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Helping Job Creators Get the Capital They Need

We have an economic imperative to make sure we support American businesses through creating an environment that helps them grow and succeed

Today, we can do more to increase the amount of capital that flows into the hands of entrepreneurs at every stage in the growth of their companies.  

Many small businesses need traditional business loans or SBA loans from banks to start or expand their business, but the biggest job creators – startups and high-growth firms – tend to have different capital needs. We have an economic imperative to make sure we support these firms through creating an environment that helps them grow and succeed. That means tax cuts, like the President’s plan to cut payroll taxes in half for nearly 6 million small businesses, which Congress could pass right now. It also means making sure firms have access to capital markets to help facilitate growth at every stage. 

In September, when the President announced his American Jobs Act, he called on Congress to take steps to help small businesses raise the funds they need to innovate and grow. He highlighted specific steps to allow small businesses to raise money through “crowdfunding” and expanded “mini-offerings,” and to help reduce upfront costs for entrepreneurs and small businesses that want to take their companies public. He urged Congress to work on a bipartisan basis to develop these ideas in ways that will help our small businesses while continuing to protect American investors. 

Over the past few months, we have begun to make real progress. Members on both sides of the aisle have supported legislation consistent with the ideas that the President called for. Legislation has passed the House of Representatives with overwhelming bipartisan support. And today, these issues were highlighted at a Senate Banking Committee hearing. 

Already, nonprofits have harnessed the power of online fundraising and social media to help meet their mission.  In a similar way, we can allow entrepreneurs to raise money from many small-dollar investors, while also modifying the rules to build in investor protections. 

In addition, small businesses owners who are seeking private capital of less than $5 million are currently exempt from a variety of regulations. The President has called for raising that limit to up to $50 million in order to make it easier for small companies to raise the capital they need to grow. 

Making it easier to raise private capital from investors is only one piece of the puzzle. We are also taking a hard look at ways to encourage small companies to “go public” because research shows that most job creation for public firms occurs after they go public. By phasing in certain regulations for small, high-growth firms, we can provide a transition period to help these companies ramp up to the full costs of being public.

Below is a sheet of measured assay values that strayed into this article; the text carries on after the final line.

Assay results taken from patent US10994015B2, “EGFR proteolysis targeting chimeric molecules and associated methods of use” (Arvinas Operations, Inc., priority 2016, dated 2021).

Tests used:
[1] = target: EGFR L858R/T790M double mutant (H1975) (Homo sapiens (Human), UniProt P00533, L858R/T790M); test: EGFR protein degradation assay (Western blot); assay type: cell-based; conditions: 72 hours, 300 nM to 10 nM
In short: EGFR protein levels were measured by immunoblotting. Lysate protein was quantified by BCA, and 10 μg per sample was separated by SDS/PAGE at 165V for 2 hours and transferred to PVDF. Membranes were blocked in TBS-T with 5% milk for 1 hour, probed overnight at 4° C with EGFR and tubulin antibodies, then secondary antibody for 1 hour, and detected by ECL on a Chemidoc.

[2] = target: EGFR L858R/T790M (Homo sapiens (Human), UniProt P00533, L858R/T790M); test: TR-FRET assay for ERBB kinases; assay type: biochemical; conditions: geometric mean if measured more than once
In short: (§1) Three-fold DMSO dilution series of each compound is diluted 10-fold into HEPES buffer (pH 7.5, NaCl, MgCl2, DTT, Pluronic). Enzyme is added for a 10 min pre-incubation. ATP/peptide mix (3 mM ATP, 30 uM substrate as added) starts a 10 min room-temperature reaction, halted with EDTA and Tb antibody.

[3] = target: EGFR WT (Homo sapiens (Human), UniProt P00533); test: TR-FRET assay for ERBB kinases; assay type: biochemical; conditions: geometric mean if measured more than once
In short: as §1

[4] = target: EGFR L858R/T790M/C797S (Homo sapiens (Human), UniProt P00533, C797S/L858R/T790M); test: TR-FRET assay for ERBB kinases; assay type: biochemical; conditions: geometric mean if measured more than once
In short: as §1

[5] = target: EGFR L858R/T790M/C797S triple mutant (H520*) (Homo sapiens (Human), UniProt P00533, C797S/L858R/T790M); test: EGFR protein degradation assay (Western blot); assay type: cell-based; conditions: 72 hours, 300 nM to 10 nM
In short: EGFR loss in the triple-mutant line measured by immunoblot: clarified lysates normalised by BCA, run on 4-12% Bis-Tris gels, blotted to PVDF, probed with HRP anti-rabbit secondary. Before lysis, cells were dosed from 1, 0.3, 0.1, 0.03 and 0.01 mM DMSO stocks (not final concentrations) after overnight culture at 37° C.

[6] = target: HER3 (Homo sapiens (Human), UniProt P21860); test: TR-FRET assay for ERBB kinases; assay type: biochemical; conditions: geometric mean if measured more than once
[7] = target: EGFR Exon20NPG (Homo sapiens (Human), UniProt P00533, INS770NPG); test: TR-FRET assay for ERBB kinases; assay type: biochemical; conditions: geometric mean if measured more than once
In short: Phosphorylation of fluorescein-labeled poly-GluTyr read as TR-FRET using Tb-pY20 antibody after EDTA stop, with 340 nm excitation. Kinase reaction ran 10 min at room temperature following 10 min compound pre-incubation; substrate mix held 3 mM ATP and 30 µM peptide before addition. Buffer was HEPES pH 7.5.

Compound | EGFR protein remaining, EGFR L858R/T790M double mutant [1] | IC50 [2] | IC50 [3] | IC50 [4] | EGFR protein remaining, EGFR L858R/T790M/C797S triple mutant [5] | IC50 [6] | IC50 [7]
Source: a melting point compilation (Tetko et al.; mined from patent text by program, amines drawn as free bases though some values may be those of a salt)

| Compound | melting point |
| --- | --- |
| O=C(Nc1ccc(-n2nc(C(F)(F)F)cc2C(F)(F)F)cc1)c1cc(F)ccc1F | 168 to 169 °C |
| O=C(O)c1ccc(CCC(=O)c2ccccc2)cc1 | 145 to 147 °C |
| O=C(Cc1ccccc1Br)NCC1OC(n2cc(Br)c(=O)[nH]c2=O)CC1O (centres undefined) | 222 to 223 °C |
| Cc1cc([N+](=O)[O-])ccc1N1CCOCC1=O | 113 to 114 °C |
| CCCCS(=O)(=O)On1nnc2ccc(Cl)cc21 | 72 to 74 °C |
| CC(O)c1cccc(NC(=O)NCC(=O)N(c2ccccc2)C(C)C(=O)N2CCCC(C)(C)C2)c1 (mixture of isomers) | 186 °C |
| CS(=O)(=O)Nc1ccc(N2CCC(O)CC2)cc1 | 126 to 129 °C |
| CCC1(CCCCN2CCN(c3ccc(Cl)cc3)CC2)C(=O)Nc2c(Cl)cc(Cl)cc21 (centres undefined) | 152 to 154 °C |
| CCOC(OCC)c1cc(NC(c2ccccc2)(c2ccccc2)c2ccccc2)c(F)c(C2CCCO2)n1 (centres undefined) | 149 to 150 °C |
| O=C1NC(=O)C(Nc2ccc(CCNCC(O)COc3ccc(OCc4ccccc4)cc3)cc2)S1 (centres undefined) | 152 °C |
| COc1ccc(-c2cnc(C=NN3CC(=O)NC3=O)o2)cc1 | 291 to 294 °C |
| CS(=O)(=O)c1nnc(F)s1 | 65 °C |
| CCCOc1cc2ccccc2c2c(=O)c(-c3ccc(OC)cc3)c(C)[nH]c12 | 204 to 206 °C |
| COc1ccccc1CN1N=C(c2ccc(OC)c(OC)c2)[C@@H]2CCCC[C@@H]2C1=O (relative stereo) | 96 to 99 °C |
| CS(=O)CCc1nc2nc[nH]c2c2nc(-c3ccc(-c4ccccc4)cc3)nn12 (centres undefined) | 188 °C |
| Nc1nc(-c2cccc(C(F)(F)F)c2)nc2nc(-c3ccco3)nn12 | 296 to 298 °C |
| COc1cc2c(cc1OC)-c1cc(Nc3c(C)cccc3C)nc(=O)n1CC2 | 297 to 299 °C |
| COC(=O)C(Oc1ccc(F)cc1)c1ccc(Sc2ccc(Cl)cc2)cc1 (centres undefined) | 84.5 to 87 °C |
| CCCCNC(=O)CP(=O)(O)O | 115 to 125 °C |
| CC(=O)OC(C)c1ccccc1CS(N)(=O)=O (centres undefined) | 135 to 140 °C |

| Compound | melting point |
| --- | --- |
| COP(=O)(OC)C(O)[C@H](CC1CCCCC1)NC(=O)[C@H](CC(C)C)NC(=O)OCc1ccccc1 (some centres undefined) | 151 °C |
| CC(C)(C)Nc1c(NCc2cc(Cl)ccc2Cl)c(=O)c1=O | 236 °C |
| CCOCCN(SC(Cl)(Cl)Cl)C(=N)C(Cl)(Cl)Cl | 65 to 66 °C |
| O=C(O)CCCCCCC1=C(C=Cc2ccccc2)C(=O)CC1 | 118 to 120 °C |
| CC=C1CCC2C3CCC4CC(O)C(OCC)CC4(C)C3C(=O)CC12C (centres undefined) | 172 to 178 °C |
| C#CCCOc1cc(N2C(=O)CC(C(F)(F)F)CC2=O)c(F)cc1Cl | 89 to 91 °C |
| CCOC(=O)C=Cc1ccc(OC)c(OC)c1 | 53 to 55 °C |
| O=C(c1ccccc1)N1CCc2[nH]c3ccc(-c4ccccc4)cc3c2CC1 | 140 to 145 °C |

Overall, efforts like these could help improve liquidity for entrepreneurs, and help jump-start the innovative American companies of tomorrow. At the same time, we need to ensure that as we develop these initiatives we are taking necessary measures to ensure that investors are protected – and the Administration will continue working with Congress to achieve this outcome. 

Over the past three years, we have made great progress in helping small businesses. The President has signed into law 17 tax cuts for small businesses, from greater expensing provisions to the President’s signature call to eliminate capital gains taxes on certain investments in small businesses. Going forward we must build on this effort, including by making permanent the President’s elimination of capital gains taxes on those investments. 

We launched Startup America, a White House initiative to create the best possible climate for high-growth entrepreneurs across the country.  We strengthened key programs, like the Small Business Investment Company (SBIC) program, which just had a record year of helping over 1,000 businesses get $2.6 billion in capital, and created new vehicles like SBA’s first Impact Investment Fund, which recently launched in Michigan.  We continue to look for innovative ways for entrepreneurs to get the funds they need, including capital from investors. Such efforts are particularly crucial since so much traditional funding has dried up during these challenging economic times. 

The President, both of us, and leaders across the private sector understand that “one size doesn’t fit all” when it comes to helping small businesses, especially startups and high-growth firms. Let’s make sure they can get access to the kinds of capital they need to grow and create the jobs we need now.